We are aware of barter systems where people used to exchange goods and services for other goods and services. In fact many nations still have barter exchanges. Such examples include Saudi Arabia/UAE exchanging food in return for oil and cash from Australia/US. But question always lie with the gains from trade. In most cases, it is not a win win situation in international business and trade. When we get greedy for business and trade, we ignore many other issues like the ecology, the business ethics, and the poverty. Rather we focus on exploitation, creating tension and enforced dumping.

The film depicts an in depth analysis of an extensive research (although it may look controversial and offensive to some groups). It gives a vivid description of the case of Lake Victoria of Tanzania and the inhabitants nearby the lake. A new breed of fish, which looked commercially successful, has eventually transformed some of the African economies into a bloody economic and politcal war. See it for yourself and find out what has changed the life in that region.

Outsourced July 2, 2009

Posted by Null in Business, Movies.
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Why do organizations outsource? What happens when work is being outsourced to other countries? How do people of other countries manage those work? Is it that simple to handle a native American customer by an Indian whose culture, language and accent is largely distinct? No, should be the answer.

Outsourced

Outsourced (2007) is a learning based comedy film directed by John Jeffcoat. The major roles played are Josh Hamilton, Ayesha Dharker and Asif Basra.

The film discovers the generic stereotypes that Americans have in regard to Indians. An American sales executive (Todd Anderson) who works for a novelty merchandise company realizes that their entire department has been outsourced to India. Moreover, he was forced to travel to India in order to train the call center employees and as well as to find his replacement. The objectivity of such training by the company was to make sure that an American expatriate teach those Indian call center employees about the American culture, the native American accent and to ensure the minute per incident comes down to 6.

However, things are a bit different on this part of the world and one might easily identify the culture shock that Todd Anderson has faced. His perceptions and attributions were largely incorrect about India. The film has cleverly explored various areas of cultural differences between the two countries. Additionally, many other management issues like corporate greed, outsourcing, job loss, cheap labor, expatriate failure, culture clash, etc has been evident in the film.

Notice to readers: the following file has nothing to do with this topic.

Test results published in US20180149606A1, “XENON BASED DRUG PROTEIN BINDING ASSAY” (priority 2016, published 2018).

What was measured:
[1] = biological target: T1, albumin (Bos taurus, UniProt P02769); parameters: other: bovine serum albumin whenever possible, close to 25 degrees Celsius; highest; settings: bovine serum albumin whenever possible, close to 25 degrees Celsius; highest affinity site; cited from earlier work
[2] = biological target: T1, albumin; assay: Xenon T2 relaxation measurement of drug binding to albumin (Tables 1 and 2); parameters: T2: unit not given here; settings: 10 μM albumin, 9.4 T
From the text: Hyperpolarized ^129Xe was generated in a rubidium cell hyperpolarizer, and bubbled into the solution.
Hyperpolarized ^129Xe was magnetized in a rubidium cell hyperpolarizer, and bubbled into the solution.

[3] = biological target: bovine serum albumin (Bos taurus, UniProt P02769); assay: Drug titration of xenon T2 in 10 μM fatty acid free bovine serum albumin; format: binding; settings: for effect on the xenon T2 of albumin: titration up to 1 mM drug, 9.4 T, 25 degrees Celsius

A GEN Y dilemma on job and social life balance June 25, 2009

Posted by Null in HRM, Movies.
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The Devil Wears Prada (2006) is a humor yet interesting film based on Lauren Weisberger’s 2003 novel. The two major roles played are Anne Hathaway and Meryl Streep.

The-Devil-Wears-Prada

The story explores some unheard realities of workplaces that can be real challenging (pain in the ***) for individuals if they don’t fit into the position itself. However, the movie has gone beyond the challenges of fitting into a position. It also explores how bosses can be annoying. But the boss is always right! Right?

The story is based on a young lady named Andrea who studied journalism and dreamt of having a career in journalism. Eventually, fate took her into a different role, a different position, an inflexible workplace environment, and a boss from hell. So do you have what it takes to do any job? You are educated and the issue is whether as a GEN Y, you are willing to sacrifice everything in pursuit of a career or not. Not everyone has that much of patience or should I say talent?

What do we mean by a job or a position? You do a 9-5 duty and do not bring office commitments to home.While some professions such doctors, lawyers, teachers, etc may require us to bring task into home (but that’s flexible). But in the movie/novel it was “so so different” in the job that Andrea was doing in the Runway Magazine. As a GEN Y girl, it may look quite obvious that she will leave the job. But she didn’t, rather sacrificed her social and family relations and especially a freedom of life. But eventually after putting so much of effort into it, she quit. Did she do the right thing? I guess so, because she proved her boss that she’s competent but is not willing to sacrifice everything for career.

Yet, we might find people like Miranda Priestly who will go crazy for a career and forget that they have a life.